There is nothing that says that any one component has to reside on the same machine as either of the other two. In my setup, I run both the user interface and the tape client on the same machine. I also run servers on that machine and each of the other four computers on the network.
This architecture makes possible what Knox calls “flows”. Most backup software simply walks a list of directories to back up. (The brain-dead backup applet that comes with Windows NT is a classic example.) Arkeia has each server feed its data to the client, so that multiple machines are backed up simultaneously. In my environment, each of the five computers is represented by a “flow”. The result is very fast backups: to my HP DDS 3 DAT tape drive, I get backups at a sustained rate of 57MB a minute, or 12GB in under four hours. That data rate keeps the tape drive streaming, which is important for tape and drive longevity. While I haven't tried it, you should be able to back up multiple machines to multiple tape drives. Under those conditions, Arkeia should optimize data flow to keep all of the tape drives streaming.
Arkeia builds a database of files as it saves them to tape. This is great because you can browse the contents of your tape library without having to mount each tape in sequence. It also has a weakness: Arkeia does not back up that database itself. That means if the file system on which the database resides goes south, you have to restore it from tape by reading each tape since the last total backup. My solution to this weakness is to use BRU to back up that file system.
When I first reviewed Arkeia for Linux Journal (April 1999, http://www.linuxjournal.com/issue60/3166.html), I reported excellent customer support. While I have not used the customer support recently, I must report some grumbling on the list about it. This grumbling indicates that Knox's customer support has gone downhill since I wrote the review. Perhaps the folks at Knox think that a list is an adequate substitute for good customer support; it is not.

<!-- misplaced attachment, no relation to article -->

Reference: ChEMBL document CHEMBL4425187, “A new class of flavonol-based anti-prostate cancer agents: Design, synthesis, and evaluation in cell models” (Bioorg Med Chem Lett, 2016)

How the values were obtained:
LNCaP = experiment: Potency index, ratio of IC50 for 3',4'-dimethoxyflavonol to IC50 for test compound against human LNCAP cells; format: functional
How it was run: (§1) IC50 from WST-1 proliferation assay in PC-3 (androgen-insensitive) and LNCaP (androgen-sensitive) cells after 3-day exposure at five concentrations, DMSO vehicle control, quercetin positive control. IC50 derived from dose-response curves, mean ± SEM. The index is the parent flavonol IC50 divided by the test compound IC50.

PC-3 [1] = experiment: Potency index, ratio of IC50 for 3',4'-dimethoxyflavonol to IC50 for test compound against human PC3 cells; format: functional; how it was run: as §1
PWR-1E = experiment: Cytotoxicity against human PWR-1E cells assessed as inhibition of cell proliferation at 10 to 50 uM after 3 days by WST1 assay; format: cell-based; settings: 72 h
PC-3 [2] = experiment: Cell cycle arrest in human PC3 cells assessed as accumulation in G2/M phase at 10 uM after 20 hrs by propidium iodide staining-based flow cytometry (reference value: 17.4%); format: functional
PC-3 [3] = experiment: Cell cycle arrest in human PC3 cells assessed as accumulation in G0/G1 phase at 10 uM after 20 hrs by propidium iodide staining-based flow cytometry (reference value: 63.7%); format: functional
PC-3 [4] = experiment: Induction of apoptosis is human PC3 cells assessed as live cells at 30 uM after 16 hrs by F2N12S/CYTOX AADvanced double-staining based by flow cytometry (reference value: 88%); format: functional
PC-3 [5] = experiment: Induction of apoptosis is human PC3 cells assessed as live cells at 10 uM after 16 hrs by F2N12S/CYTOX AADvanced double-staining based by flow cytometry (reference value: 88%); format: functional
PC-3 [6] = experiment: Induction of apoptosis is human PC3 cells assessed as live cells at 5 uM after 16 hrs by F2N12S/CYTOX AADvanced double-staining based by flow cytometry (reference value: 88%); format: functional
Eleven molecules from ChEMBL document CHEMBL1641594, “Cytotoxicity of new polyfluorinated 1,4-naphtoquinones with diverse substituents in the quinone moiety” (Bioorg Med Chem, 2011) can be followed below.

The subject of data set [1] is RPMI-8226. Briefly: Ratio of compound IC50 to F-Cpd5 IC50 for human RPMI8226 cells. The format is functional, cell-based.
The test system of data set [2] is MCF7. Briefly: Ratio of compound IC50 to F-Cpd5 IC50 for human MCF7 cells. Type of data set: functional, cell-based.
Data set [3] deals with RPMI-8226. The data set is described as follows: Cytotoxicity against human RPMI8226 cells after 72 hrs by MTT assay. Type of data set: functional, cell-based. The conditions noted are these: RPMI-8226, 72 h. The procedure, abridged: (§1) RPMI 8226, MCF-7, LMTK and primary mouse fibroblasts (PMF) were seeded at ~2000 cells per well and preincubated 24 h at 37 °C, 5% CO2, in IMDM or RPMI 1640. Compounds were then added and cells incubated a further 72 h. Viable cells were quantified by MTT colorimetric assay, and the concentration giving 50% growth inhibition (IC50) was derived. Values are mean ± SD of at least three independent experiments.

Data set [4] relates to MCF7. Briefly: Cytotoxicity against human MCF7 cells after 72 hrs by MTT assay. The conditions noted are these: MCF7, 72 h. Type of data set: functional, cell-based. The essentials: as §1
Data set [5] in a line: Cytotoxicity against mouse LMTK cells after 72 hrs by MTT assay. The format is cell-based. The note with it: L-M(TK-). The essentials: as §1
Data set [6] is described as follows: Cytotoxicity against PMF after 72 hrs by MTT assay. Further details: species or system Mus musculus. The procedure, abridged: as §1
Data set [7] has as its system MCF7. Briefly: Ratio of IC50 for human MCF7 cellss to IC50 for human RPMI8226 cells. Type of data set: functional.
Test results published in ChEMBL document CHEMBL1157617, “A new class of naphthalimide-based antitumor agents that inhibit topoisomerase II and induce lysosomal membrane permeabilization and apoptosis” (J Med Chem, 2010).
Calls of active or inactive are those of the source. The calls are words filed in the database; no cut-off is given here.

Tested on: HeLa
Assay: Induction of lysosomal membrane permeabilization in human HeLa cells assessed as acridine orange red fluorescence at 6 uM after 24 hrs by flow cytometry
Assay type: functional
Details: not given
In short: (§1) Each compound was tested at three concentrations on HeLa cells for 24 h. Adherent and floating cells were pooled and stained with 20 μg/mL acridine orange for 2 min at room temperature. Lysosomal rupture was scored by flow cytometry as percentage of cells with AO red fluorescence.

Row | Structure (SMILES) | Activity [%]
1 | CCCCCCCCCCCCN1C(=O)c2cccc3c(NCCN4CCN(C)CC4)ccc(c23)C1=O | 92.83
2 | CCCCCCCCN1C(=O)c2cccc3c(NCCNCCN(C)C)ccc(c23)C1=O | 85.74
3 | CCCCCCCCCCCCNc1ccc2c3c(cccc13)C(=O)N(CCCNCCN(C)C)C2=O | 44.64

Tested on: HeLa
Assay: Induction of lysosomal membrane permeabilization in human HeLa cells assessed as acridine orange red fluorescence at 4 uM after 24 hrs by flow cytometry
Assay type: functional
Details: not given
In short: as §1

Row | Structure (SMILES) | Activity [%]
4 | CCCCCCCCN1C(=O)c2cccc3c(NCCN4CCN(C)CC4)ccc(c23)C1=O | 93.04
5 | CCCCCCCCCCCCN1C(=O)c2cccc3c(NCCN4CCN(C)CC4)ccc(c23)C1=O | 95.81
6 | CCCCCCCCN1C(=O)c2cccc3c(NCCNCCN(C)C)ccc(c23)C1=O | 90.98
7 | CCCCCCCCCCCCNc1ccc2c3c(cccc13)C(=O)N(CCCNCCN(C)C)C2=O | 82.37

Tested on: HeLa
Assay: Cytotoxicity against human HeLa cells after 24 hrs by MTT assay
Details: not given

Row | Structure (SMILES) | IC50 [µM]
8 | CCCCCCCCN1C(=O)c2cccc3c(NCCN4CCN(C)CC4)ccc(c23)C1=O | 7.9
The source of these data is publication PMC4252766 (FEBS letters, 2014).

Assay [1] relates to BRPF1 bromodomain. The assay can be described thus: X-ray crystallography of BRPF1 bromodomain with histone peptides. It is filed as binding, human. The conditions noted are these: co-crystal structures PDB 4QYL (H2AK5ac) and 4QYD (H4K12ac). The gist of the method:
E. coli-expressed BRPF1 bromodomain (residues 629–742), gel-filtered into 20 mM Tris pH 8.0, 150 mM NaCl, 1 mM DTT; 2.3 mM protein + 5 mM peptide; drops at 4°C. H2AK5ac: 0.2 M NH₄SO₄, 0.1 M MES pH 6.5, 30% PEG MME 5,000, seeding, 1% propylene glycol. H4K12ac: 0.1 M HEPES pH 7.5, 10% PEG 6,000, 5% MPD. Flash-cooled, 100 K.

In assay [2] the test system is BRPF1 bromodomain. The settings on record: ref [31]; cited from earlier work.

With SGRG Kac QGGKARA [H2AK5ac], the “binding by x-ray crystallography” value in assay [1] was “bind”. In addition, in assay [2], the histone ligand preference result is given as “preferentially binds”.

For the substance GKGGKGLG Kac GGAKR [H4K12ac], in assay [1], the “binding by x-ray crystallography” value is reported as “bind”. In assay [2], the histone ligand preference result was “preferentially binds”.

Setting up Arkeia initially is a lot of work. You first define everything down to the individual tapes, which are lumped into savepacks, then the drives, etc. Defining a backup is a matter of selecting the savepack and the files to be backed up. Once you have done that, you can run a backup at any time, manually or at pre-defined times. The complexity of initial setup is the price of Arkeia's extreme flexibility. A “wizard-style” interface would be easier to use than the potentially confusing menus Arkeia uses. Short of that, the manual walks you through the process of setting up and running null device backups to verify your installation.
Arkeia is probably the most ported of the lot. If you have more than Linux and Windows NT, look at Knox's web site for a list of supported OSes.
One thing missing from Arkeia is the ability to verify a tape. Neither verification by comparison nor by checksum is available. All I have been able to do is a partial restore to another location and then comparison against the original, a process that verifies only a portion of a tape. Of the four products reviewed here, Arkeia is the only one with no form of verification.
Arkeia is priced on a per-seat basis. For a quote, visit the Arkeia web site. You can download a “personal” version. The latter is restricted to one tape drive and a fixed number of clients.
Far and away the high-end product here is Quick Restore, from Workstation Solutions, Inc.
Most Linux users are accustomed to downloading what they want from the Net and trying out the package then and there. Workstation Solution's evaluation process is quite different. Evaluation copies are available on CD only. When you request a CD, the company schedules an appointment to make the installation. At installation time, a technician walks you through the installation. The request process involves some e-mailing back and forth. During my efforts to get an evaluation copy, someone (probably me) dropped the ball, and it took me a while to get the CD and make an appointment. Intentional or not, this process has the effect of filtering out casual inquiries and casual users.
The actual installation process is straightforward. With most installation software, there is either no help, or the help doesn't answer the questions you want to ask. With a human being on the other end of the phone, you can ask any question at any point in the process, and get an answer. So this process represents a much more user-friendly process.